Inspired by Gaza’s geeks, and understanding the impact that entrepreneurs can have in bettering people’s lives and their economies, Silicon Valley and other global tech hubs have taken note. Tech gurus from places like Uber, Google, SoundCloud, Microsoft, 500 Startups, Endeavor Global, Udacity, Hitachi and more have visited Gaza on their own dime as volunteers to mentor these startups.
Complementing funders like Google, the Coca-Cola Foundation, Skoll and local players, Gaza Sky Geeks leveraged this support and track record to run its first crowd-funding campaign to help fund operations in 2014. They hoped to raise $70,000, but raised over $267,000 within weeks, and from more than 60 countries.
Last month, they kicked off their second campaign, Power Up Gaza Geeks, this time with matching contributions from regional ecosystem leaders like the founder of the largest VC firm there, Fadi Ghandour of the Wamda Group, and Samih Toukan, who founded one of the earlier successful exits in the Arab world and now chairs Jabbar Internet Group. In addition, matches are coming from the likes of 500 Startups co-founder Dave McClure, Y Combinator founder Paul Graham, Foundry Group and TechStars managing director Brad Feld and Crowdpac co-founder Gisel Kordestani. Just yesterday, Salesforce founder Marc Benioff and “Lean Startup” author Eric Ries joined the campaign match.
This campaign was launched to buy a generator and fuel to extend the co-working hub’s hours in response to Gaza’s most severe energy shortage to date. In addition, they are raising funds to launch Gaza’s first coding academy.
Ghandour built Aramex, the largest tech-powered logistics company in the Arab world and perhaps the first true “unicorn” before the term was used. As a go-to investor in the Arab world, he has seen everything. “This is what we do at the Wamda Group,” Ghandour explains. “We support entrepreneurs and we help nurture the ecosystem in the region. Gaza Sky Geeks is where techies come to get their dose of hope in achieving part of their ambitions under a blockade system that punishes everyone. This is about Gazan Geeks becoming entrepreneurs and building businesses like everyone else around the world. It is ambitious, talented youth exploring, venturing and succeeding.”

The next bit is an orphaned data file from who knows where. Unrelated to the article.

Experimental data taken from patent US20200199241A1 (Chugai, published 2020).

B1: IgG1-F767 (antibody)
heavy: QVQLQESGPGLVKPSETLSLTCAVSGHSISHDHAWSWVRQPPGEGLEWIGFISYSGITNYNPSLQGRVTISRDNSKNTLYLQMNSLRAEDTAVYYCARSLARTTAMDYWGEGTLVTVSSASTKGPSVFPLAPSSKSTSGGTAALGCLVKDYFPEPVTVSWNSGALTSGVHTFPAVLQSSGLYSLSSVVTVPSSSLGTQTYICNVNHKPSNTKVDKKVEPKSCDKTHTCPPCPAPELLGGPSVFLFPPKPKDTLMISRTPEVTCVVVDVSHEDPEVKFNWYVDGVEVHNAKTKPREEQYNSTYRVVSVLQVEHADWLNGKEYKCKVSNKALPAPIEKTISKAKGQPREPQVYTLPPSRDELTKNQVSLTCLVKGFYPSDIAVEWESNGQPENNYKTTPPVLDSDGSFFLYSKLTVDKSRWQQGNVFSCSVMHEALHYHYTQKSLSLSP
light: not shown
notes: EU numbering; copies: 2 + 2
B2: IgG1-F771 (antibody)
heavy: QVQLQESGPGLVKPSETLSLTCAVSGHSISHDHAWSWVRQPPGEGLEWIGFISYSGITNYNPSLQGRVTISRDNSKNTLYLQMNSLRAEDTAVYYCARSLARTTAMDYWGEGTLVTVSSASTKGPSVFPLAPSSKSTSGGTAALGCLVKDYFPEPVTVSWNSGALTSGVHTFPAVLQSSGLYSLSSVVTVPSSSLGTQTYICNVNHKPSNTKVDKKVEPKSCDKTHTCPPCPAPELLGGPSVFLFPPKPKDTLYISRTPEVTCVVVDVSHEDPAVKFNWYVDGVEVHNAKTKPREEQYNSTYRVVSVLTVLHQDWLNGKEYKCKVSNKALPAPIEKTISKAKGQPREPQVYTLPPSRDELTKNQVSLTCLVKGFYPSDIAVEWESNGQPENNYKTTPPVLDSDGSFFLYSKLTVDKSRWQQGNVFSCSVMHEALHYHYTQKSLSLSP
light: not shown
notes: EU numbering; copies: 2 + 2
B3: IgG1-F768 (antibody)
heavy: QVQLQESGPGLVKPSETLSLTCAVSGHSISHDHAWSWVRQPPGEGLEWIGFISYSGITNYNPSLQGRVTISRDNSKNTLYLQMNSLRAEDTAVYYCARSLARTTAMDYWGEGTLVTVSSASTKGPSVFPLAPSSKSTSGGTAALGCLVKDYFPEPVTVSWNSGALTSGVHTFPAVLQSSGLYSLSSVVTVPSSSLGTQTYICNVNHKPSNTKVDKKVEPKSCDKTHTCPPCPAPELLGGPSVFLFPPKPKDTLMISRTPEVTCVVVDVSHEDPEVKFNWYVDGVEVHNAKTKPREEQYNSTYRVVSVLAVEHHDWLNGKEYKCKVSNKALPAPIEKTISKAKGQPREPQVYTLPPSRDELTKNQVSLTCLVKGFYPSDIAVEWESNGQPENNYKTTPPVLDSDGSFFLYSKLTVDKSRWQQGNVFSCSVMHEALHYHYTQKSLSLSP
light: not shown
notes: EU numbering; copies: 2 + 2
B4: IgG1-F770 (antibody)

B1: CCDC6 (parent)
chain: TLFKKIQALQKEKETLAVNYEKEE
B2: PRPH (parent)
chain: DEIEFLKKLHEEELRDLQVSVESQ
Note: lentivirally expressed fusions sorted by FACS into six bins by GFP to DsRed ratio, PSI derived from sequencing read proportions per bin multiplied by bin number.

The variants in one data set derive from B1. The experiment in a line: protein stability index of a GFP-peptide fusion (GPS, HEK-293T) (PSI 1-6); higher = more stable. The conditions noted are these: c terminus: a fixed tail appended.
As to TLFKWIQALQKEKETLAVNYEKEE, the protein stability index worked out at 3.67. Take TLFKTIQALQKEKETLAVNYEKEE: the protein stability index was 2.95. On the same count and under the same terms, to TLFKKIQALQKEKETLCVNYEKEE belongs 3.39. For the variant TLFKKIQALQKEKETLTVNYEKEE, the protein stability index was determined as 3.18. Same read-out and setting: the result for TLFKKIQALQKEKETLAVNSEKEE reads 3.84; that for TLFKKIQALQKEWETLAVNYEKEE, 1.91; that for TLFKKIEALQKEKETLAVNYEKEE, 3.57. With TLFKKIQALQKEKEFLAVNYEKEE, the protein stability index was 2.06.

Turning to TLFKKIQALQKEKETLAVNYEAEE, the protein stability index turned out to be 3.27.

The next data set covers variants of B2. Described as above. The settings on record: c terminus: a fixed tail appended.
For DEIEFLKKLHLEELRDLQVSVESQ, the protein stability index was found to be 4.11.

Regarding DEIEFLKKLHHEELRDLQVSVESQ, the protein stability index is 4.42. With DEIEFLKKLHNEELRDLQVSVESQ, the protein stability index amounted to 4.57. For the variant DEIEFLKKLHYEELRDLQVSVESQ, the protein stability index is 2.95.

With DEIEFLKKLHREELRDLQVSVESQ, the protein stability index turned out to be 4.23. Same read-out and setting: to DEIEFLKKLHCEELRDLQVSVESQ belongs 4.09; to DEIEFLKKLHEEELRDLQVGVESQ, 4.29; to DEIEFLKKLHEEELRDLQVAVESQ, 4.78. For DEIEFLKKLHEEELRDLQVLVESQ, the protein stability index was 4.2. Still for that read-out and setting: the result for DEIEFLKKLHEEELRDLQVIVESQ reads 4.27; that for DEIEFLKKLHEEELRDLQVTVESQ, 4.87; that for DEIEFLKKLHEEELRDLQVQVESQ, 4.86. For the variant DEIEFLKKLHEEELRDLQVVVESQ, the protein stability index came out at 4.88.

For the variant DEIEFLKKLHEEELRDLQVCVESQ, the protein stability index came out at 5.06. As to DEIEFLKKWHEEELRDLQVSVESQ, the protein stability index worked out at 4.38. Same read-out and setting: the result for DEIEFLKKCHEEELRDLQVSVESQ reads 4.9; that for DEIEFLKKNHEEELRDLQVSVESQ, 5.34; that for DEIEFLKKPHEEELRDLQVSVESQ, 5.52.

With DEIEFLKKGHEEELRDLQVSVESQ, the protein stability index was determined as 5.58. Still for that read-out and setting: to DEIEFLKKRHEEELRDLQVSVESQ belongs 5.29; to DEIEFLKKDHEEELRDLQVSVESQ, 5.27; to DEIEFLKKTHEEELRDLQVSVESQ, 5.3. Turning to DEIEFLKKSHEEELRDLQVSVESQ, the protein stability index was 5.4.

McClure, who now operates funds in nearly every core emerging market, told me, “Gazans are smart people working on ideas for companies, and to some extent they have even more hustle than I’ve seen elsewhere, because they’re working in such a tough environment. They may actually be some of the best entrepreneurs in the world.”
One of the greatest and least understood stories of our times is not only that a new generation — everywhere — is solving problems themselves and not waiting for anyone to give permission, but has for the first time the tools in their pockets to do so at scale and affordably.
And nothing stands in their way. Said himself is living proof. His home was destroyed during the 2014 Israel-Gaza conflict. Israeli shelling destroyed his whole neighborhood, including the U.N. building across the street from his home, where his father had previously worked. Said was able to evacuate with his laptop and returned to Gaza Sky Geeks, living in a friend’s house and back to work in a matter of days.
This story in Gaza is hopeful in and of itself, but a lens for prosperity and paths to futures everywhere. What I have seen has convinced me to be an adviser to them and their entrepreneurs and support their campaigns. They are deeply worthy.
Christopher M. Schroeder is a U.S.-based venture investor, tech entrepreneur and the author of “Startup Rising: The Entrepreneurial Revolution Remaking the Middle East.” Reach him @cmschroed.
This article originally appeared on Recode.net.